‘Attitude’ is a word that’s bandied around a lot when people are talking about driving, but what does it mean? I’ve just tried to find definitions for ‘good attitude’ and ‘bad attitude’ and it’s all a bit vague.
Whatever your ‘attitude’ is, it’ll be influenced by your emotions on any given day, so perhaps it’s more helpful to think about how different emotional states affect your driving and what you can do about it.
What happens to your brain when you’re upset?
You’ve probably been told that you shouldn’t drive when you’re angry or upset, but have you been told why and what effects these emotions could have on your performance?
Well, neurologists and psychologists have discovered that our brains process emotion in two stages.
- We unconsciously evaluate the significance of an emotion. This is like your brain asking itself ‘How does this make me feel?’ This will happen hundreds of times a day, usually without you even knowing it.
- If the emotion is strong enough, then it comes to the front of your mind and you must attend to it. It competes for your attention, whether you want it to or not.
We all have a limited capacity for processing information and, when the brain is dealing with strong emotion, it’s not so able to deal with other demands – like concentrating on what’s happening on the road ahead, responding to hazards and making quick decisions.
Who says so?
There’s been lots of research into the effects of emotion on attention. Very simply, here’s what happened in one study.
There were two groups of people; one was put into a ‘sad mood’ by the researchers, using music and by asking the individuals to recall their unhappiest memories. The other group was kept in a ‘neutral mood’ – neither particularly sad nor happy.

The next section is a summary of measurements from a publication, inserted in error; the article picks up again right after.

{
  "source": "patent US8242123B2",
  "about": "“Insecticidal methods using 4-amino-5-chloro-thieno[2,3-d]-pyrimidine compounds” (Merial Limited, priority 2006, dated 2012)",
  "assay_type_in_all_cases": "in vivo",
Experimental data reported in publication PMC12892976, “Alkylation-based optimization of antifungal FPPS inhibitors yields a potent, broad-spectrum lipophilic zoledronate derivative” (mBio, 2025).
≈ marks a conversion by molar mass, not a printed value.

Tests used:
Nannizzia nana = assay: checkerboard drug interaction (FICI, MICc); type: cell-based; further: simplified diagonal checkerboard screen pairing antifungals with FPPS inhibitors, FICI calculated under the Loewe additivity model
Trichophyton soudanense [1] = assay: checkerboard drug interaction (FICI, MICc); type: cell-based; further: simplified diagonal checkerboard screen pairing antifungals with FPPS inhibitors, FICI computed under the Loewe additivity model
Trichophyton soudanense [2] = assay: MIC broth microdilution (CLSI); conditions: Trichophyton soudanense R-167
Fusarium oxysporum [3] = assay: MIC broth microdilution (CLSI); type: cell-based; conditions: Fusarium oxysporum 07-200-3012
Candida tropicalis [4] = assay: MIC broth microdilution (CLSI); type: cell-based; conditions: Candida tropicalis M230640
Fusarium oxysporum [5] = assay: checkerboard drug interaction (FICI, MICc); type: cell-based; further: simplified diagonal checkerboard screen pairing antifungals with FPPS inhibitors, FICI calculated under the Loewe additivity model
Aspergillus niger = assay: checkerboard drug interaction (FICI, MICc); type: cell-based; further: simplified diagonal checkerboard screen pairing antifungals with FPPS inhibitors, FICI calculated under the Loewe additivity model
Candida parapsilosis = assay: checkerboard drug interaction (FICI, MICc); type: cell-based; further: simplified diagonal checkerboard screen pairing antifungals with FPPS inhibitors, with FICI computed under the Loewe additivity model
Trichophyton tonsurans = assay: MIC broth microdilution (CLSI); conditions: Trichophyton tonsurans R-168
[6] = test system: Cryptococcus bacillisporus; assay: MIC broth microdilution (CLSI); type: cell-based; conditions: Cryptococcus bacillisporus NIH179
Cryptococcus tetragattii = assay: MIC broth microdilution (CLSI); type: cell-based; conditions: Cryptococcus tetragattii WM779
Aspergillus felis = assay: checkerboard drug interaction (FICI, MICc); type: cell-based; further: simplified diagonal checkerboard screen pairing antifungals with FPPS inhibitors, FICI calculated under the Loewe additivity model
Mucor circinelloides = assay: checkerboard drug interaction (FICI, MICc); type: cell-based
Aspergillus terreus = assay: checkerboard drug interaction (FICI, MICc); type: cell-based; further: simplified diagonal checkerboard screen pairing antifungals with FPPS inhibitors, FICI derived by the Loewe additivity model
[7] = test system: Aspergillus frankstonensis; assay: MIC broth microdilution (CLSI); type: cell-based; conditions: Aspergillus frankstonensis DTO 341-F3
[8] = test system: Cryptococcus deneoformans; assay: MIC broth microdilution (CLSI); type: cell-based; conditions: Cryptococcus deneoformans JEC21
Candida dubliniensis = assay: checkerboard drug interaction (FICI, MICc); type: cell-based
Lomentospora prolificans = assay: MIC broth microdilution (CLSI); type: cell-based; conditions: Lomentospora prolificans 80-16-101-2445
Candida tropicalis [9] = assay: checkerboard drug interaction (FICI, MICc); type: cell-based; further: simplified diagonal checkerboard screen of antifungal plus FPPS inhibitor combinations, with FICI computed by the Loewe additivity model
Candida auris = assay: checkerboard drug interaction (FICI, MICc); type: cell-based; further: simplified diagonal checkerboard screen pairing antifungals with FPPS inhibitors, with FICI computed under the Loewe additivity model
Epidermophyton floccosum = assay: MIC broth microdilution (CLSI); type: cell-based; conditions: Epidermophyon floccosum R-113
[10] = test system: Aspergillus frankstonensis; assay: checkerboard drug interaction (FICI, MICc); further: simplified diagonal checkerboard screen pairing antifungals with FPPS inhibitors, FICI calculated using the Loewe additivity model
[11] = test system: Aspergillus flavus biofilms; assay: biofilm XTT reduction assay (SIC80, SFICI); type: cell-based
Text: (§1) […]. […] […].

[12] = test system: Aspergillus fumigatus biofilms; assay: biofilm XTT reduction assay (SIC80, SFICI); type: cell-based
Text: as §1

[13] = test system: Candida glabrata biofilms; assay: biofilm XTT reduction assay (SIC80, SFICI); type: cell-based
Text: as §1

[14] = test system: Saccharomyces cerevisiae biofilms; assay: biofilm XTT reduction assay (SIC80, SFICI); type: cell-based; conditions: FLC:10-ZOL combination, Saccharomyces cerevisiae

Both groups then took part in various tasks involving emotionally-neutral sounds and images and the ‘sad group’ was 50 percent less able to carry out the tasks. The researchers said
‘Our findings suggest that sadness can significantly increase distraction.’
What can you do about?
Of course, we can’t prevent ourselves from feeling emotions. As the scientists have discovered, they’re triggered automatically and it’s not usually practical to put everything on hold until we’re feeling perfectly calm and happy. What we can do is recognise when our emotions are diverting our attention to the point that our concentration will be seriously affected, and find a way to deal with them in safety, ie not when we’re behind the wheel of a big metal machine!
Now you know how your emotions are processed and the effect they can have on your attention, you may think twice before driving when you’re really wound up. There are ways you can calm yourself down, of course. You can’t beat a bit of deep breathing, but here are a couple of other suggestions for dealing with emotions that may affect your concentration.
- Examine how you feel and give your emotion a name: ‘frustration’, ‘disappointment’, ‘rejection’, etc.
- Once you know exactly what it is you’re feeling, see if you can change its angle (this is sometimes called ‘reframing’). For example, you could ask yourself what you’ve learnt from the experience that made you feel this way. This takes some effort, but the more often you do it, the easier it’ll become.
Take charge; as Oscar Wilde said
‘I don’t want to be at the mercy of my emotions. I want to use them, to enjoy them, and to dominate them.’